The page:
3 people found this helpful

  • Overall
    5 out of 5 stars
  • Performance
    5 out of 5 stars
  • Story
    5 out of 5 stars

A pinch of Ethos, add Logos for flavor

The author does a superb job at voicing her written work, which itself is a great, and (imo) fair look at the concepts, arguments for and against, and real evidences related to UBI. My favorite thing about her wiring style inherent is the adept use of universal (worldwide) anecdote combined with simple, but not simplified, explanations of the research that currently exists. I would even like to pick up a physical copy for the bibliography section!

7 people found this helpful

  • Overall
    4 out of 5 stars
  • Performance
    3 out of 5 stars
  • Story
    4 out of 5 stars

An intriguing idea

I first heard of the Universal Basic Income (UBI) about a year ago and wished there was a book that discussed it. And here it is. The studies the author cites are quite interesting, though they are generally not studies from Western countries. I did read about a study in Canada in another book. Oh, if only we could have such a thing. It seems unrealistic, but maybe one day. Talking about it, writing about it is the first step to getting the idea out there.

3 people found this helpful

  • Overall
    1 out of 5 stars
  • Performance
    1 out of 5 stars
  • Story
    1 out of 5 stars

Tecnicaly is not communism but heavily inspired by

the author does not understand the destructive consequences of a UBI and sadly does not care. why give money to everybody instead of just the poor... the answer "to make everybody guilty of the crime, stilling". in another chapter the author played with the idea of printing money without caring the inflation it will cause!! just because we (the USA) can!. If you think UBI is a good Idea look at my country Venezuela with inflation of 1,000,000% in 2018. the one that gives you the money will CONTROL YOU!

4 people found this helpful

  • Overall
    5 out of 5 stars
  • Performance
    5 out of 5 stars
  • Story
    5 out of 5 stars

Give People Money

Tip of the iceberg. I am so happy this knowledge came to me. The future is faster than you think, by Steve Kotler tells me the paradigm shift Lowrey explains beautifully is here. Human bodies across America are Owners, not renters. It is what it is.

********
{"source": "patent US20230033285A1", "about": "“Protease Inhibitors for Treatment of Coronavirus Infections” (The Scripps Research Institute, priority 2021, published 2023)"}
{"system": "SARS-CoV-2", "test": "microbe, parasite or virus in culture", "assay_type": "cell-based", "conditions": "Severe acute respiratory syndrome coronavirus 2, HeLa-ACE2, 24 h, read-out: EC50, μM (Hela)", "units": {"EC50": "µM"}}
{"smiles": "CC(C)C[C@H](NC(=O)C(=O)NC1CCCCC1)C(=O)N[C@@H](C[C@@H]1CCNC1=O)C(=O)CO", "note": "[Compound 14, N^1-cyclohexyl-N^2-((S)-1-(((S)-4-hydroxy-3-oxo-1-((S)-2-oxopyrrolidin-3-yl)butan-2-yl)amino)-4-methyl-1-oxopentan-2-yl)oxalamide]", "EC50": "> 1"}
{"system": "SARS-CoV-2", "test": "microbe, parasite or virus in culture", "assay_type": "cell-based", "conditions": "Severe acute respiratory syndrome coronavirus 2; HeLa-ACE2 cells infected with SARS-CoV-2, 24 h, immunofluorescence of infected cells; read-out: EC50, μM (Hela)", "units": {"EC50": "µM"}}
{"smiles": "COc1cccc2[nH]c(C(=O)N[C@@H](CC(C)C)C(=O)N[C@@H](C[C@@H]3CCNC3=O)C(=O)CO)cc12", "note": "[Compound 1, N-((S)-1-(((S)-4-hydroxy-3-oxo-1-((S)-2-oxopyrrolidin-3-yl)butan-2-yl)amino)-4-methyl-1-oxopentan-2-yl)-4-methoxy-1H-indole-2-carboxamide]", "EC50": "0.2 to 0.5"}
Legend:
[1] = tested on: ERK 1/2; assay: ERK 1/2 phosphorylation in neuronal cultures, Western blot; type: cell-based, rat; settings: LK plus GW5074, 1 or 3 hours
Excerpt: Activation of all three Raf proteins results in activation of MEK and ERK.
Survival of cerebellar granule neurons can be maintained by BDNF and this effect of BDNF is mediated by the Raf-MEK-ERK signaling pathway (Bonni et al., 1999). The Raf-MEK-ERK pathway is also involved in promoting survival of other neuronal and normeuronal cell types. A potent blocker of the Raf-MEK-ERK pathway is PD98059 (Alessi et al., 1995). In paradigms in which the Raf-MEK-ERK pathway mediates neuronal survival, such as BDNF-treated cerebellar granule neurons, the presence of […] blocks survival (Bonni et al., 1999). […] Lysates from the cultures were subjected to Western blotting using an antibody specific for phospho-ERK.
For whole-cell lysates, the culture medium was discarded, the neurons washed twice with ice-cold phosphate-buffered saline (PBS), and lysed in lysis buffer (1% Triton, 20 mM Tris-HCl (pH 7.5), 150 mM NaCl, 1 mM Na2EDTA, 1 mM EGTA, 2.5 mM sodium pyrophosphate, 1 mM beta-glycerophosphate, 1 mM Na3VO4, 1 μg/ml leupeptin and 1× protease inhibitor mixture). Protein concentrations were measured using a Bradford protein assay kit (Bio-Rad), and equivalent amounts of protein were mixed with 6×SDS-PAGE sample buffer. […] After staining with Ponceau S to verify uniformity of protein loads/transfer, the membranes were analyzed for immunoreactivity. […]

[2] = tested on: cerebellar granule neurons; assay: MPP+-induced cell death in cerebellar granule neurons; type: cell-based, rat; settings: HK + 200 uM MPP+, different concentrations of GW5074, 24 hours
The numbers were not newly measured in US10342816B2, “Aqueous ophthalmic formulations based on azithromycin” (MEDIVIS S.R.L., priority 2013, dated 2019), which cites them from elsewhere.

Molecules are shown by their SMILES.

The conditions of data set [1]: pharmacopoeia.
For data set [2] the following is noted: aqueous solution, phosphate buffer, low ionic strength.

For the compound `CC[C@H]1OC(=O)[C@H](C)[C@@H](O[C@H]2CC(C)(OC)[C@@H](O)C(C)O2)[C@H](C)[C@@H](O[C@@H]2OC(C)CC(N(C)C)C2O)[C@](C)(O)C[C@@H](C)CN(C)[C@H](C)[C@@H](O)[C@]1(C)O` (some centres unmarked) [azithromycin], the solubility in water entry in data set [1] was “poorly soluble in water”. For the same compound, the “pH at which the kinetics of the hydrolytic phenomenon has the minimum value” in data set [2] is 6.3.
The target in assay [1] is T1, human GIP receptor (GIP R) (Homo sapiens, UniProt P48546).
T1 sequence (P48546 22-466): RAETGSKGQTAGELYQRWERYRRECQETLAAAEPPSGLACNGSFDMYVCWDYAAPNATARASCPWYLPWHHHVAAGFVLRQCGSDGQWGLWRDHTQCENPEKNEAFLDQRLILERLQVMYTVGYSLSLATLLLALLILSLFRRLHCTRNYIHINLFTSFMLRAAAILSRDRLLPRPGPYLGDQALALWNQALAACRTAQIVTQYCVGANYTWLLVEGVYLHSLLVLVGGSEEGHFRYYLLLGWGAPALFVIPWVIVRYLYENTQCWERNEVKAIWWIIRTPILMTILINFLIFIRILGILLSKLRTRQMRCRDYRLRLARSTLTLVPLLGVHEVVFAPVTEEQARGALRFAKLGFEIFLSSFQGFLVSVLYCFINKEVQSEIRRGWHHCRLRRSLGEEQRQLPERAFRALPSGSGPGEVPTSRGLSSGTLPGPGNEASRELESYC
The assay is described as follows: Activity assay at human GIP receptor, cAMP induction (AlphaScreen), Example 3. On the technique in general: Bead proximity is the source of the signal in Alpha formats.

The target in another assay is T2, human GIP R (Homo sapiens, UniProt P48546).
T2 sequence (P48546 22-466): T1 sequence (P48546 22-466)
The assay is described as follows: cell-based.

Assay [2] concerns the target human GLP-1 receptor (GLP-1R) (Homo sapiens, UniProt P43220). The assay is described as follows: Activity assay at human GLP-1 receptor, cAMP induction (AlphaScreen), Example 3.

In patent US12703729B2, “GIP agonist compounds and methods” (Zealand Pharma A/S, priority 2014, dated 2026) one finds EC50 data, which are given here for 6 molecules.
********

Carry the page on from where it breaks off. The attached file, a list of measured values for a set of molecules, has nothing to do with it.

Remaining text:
1 person found this helpful

  • Overall
    5 out of 5 stars
  • Performance
    5 out of 5 stars
  • Story
    5 out of 5 stars

Well written and orated.

I agree with the author and feel that it should be implemented. Of course it's not enough for the wealthy to rise above. They are not satisfied unless the other 98% are held back. They will fight this tooth and nail to maintain the status quo.

1 person found this helpful

  • Overall
    5 out of 5 stars
  • Performance
    5 out of 5 stars
  • Story
    5 out of 5 stars

Mind blown!

Mind has been blown! Well done, Annie! A very thorough trip through the annals of UBI theory.

1 person found this helpful

  • Overall
    4 out of 5 stars
  • Performance
    3 out of 5 stars
  • Story
    4 out of 5 stars

Great ideas, good book, okay reading.

Author is obviously intelligent and the book is well-researched. She writes with passion on the subject but spends a great deal of time waxing poetic about the human stories. I get the relevance but she goes on. Her reading of the book reflects this. Her upward inflections and tired droning sometimes drag the material down. Contrast that with the actual philosophic parts of the book and she is excited and reading as much from her own personal philosophy as from the page.

1 person found this helpful

  • Overall
    5 out of 5 stars
  • Performance
    1 out of 5 stars
  • Story
    5 out of 5 stars

Great book, terrible reader.

The author has done a wonderful job humanizing the face of poverty around the world and how people have tried to fight it. She's also done a bang-up job laying out how simply giving people money instead of patronizingly giving them stuff they "need" decided by faceless bureaucrats and finger-wagging donors is a mich better way of alleviating poverty while preserving human dignity, and all of this on the cheap. But the reader's speaking style has this grating, false conversational affectation that makes listening to the book a chore, rather than a joy. When the reader stops doing that, and just reads the effing book, you can see the contrast most starkly. Annie, you have a great book, but let someone else read.

1 person found this helpful

  • Overall
    3 out of 5 stars
  • Performance
    5 out of 5 stars
  • Story
    5 out of 5 stars

Good ideas, buy lacks statistical support

The book is a good frame for a new way of government. It lacks statistical and economics support to actually make it believable.

5 people found this helpful